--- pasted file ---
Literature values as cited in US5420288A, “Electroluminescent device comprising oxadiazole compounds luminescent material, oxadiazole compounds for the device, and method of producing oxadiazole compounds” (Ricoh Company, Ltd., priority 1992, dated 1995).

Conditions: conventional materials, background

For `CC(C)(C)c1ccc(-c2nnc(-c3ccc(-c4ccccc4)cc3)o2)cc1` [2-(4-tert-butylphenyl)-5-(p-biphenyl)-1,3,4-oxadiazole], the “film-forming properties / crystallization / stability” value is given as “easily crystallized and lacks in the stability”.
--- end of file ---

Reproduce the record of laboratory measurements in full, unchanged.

Literature values as cited in US5420288A, “Electroluminescent device comprising oxadiazole compounds luminescent material, oxadiazole compounds for the device, and method of producing oxadiazole compounds” (Ricoh Company, Ltd., priority 1992, dated 1995).

Conditions: conventional materials, background

For `CC(C)(C)c1ccc(-c2nnc(-c3ccc(-c4ccccc4)cc3)o2)cc1` [2-(4-tert-butylphenyl)-5-(p-biphenyl)-1,3,4-oxadiazole], the “film-forming properties / crystallization / stability” value is given as “easily crystallized and lacks in the stability”.